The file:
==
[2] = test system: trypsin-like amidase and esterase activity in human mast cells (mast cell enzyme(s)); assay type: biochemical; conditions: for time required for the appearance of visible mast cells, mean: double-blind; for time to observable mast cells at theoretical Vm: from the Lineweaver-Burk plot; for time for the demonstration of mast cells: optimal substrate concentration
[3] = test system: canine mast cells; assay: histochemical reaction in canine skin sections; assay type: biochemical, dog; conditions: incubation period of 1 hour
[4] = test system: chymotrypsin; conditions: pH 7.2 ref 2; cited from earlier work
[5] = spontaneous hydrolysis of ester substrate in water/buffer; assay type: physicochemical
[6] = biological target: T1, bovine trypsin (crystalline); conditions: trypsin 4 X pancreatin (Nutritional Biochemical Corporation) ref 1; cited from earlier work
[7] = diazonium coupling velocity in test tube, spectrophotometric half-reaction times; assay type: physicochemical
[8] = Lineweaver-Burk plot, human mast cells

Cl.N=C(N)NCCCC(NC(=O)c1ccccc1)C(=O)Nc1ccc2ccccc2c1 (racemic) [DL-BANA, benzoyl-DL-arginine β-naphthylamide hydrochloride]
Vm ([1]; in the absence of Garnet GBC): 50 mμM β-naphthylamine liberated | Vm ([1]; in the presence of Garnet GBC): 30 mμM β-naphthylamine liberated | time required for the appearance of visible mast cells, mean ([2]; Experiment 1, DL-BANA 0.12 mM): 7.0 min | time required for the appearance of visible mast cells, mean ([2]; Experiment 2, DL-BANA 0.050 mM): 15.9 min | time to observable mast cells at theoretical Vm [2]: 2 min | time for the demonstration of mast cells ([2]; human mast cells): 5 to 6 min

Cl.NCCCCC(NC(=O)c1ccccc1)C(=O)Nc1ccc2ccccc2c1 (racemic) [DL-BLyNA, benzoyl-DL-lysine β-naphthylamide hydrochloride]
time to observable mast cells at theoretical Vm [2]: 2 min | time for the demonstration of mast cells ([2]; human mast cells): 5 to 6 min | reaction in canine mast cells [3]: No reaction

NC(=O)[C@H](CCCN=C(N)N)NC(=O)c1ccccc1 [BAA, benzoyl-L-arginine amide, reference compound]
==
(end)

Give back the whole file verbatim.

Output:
[2] = test system: trypsin-like amidase and esterase activity in human mast cells (mast cell enzyme(s)); assay type: biochemical; conditions: for time required for the appearance of visible mast cells, mean: double-blind; for time to observable mast cells at theoretical Vm: from the Lineweaver-Burk plot; for time for the demonstration of mast cells: optimal substrate concentration
[3] = test system: canine mast cells; assay: histochemical reaction in canine skin sections; assay type: biochemical, dog; conditions: incubation period of 1 hour
[4] = test system: chymotrypsin; conditions: pH 7.2 ref 2; cited from earlier work
[5] = spontaneous hydrolysis of ester substrate in water/buffer; assay type: physicochemical
[6] = biological target: T1, bovine trypsin (crystalline); conditions: trypsin 4 X pancreatin (Nutritional Biochemical Corporation) ref 1; cited from earlier work
[7] = diazonium coupling velocity in test tube, spectrophotometric half-reaction times; assay type: physicochemical
[8] = Lineweaver-Burk plot, human mast cells

Cl.N=C(N)NCCCC(NC(=O)c1ccccc1)C(=O)Nc1ccc2ccccc2c1 (racemic) [DL-BANA, benzoyl-DL-arginine β-naphthylamide hydrochloride]
Vm ([1]; in the absence of Garnet GBC): 50 mμM β-naphthylamine liberated | Vm ([1]; in the presence of Garnet GBC): 30 mμM β-naphthylamine liberated | time required for the appearance of visible mast cells, mean ([2]; Experiment 1, DL-BANA 0.12 mM): 7.0 min | time required for the appearance of visible mast cells, mean ([2]; Experiment 2, DL-BANA 0.050 mM): 15.9 min | time to observable mast cells at theoretical Vm [2]: 2 min | time for the demonstration of mast cells ([2]; human mast cells): 5 to 6 min

Cl.NCCCCC(NC(=O)c1ccccc1)C(=O)Nc1ccc2ccccc2c1 (racemic) [DL-BLyNA, benzoyl-DL-lysine β-naphthylamide hydrochloride]
time to observable mast cells at theoretical Vm [2]: 2 min | time for the demonstration of mast cells ([2]; human mast cells): 5 to 6 min | reaction in canine mast cells [3]: No reaction

NC(=O)[C@H](CCCN=C(N)N)NC(=O)c1ccccc1 [BAA, benzoyl-L-arginine amide, reference compound]